The Legend of Cum-a-Lot (Pt 3) – Finding Jealousy at Sandstone Retreat as Swingers

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sexy devil girlRead part two of The Legend of Cum-a-Lot here!

The Sandstone brochure was startling and straightforward. In part it read:

“The strength and lasting significance of the Sandstone experience lies in human contact divorced from the cocktail party context, with all its games and dodges and places to hide.

Contact at Sandstone includes the basic level of literal, physical nakedness and open sexuality. In these terms, the experience goes far beyond any attempt to intellectualize it.

This reality of action with its effect of accepting and being accepted in basic terms, without reservation, without cover, is the essence of the Sandstone experience.”

What Meg and I found at Sandstone then was a residential “intentional” community of ten persons – five open couples, with two being married – living this philosophy but not without trial and difficulty. While the interpersonal problems between 2 persons are often daunting, the prospect of 10 was staggering. We were soon to make it 12.

The community’s main source of support were the club and retreat programs through which everyone entered Sandstone. At first, we and 200 other couples paid $280 per year and $10 per visit, $20 for sponsored guests, breakfast included. Later, special Saturday night dinners and week-long residencies were added as concessions. Beer and wine were permitted as BYOB but drugs of any sort and insensitive, insistent or intoxicated behavior were strictly and unequivocally prohibited. The members were also occupationally diverse. We met factory workers, clerks, nurses, scientists, teachers, business executives, actors, a famous African explorer, a judge and no end of writers and film makers.

The brochure went on:

“The concepts underlying Sandstone include the idea that the human body is good, that open expressions of affection and sexuality are good. Members at Sandstone may do anything they like as long as they are not offensive or force their desires on others.”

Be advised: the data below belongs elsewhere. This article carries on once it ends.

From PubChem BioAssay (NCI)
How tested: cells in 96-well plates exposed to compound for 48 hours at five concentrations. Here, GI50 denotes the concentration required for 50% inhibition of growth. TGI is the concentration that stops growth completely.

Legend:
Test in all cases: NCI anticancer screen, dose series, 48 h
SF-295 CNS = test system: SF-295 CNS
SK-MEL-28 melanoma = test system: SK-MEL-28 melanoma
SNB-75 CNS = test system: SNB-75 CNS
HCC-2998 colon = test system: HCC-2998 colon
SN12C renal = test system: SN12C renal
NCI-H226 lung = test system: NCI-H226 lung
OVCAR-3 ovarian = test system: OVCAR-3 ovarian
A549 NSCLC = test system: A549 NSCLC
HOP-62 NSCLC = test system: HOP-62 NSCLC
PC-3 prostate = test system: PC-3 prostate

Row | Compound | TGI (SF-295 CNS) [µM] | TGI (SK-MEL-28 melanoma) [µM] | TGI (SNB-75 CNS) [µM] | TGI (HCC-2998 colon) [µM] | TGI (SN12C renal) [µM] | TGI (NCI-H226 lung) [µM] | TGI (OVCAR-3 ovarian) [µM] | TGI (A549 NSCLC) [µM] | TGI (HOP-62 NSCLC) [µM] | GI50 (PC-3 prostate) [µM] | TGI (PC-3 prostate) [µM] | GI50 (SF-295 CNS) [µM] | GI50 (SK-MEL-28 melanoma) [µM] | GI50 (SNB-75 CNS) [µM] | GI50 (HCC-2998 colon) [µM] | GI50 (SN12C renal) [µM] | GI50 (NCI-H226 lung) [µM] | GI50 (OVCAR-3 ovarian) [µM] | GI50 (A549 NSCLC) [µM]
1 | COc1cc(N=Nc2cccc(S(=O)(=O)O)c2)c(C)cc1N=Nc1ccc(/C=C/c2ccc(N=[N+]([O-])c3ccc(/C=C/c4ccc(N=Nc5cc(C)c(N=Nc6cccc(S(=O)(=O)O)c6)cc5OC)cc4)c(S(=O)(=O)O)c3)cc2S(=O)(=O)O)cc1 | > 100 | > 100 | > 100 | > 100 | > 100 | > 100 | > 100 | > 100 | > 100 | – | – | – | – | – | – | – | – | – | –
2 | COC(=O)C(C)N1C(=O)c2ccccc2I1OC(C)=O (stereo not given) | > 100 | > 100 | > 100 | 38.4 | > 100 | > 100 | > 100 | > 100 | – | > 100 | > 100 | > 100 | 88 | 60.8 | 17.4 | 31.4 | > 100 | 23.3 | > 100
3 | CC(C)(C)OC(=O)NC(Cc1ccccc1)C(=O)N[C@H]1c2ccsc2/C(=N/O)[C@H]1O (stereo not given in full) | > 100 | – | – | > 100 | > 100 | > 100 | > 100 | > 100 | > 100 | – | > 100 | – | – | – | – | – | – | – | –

Unfortunately, it was not that simple.

Meg and I discovered that we were not immune to that emotion that we commonly refer to as jealousy. Our first involvements were with Barbara and John, the founders of Sandstone, who were six and nine years older than we are. Barbara was bi-sexual and made demands on Meg, something she had not anticipated but came to embrace. I experienced anxiety for her welfare and for my own equanimity. She told me that she had had a feeling of frustrated possessiveness and a sense of separation or loss in seeing me make love with another woman. I felt the same way seeing her come to orgasm with another man right beside me.

These feelings illustrated for us the knowledge that we could never really own or belong to one another. After a few weeks of membership we backed off and went over what had happened to us. We were confused yet elated, more desirous of each other than we could imagine. Our ambivalence seemed not from the nature of the experience itself but from the heady newness of it. We decided that whatever happened, we were loving individuals in a special relationship that would always take primacy and remain inviolate.

We returned and talked at length with John and Barbara. We really liked them. Our conversations were warm and loving and we were warned against “head tripping” or trying to rationalize it too much. We were told just to give ourselves permission to change and accept the realizations of our fantasies as ultimately our option. The real understanding of what had happened would come with time and further exploration. Again, I could hear Timothy Leary and Aldous Huxley talking, but also Abraham Maslow and Fritz Perls: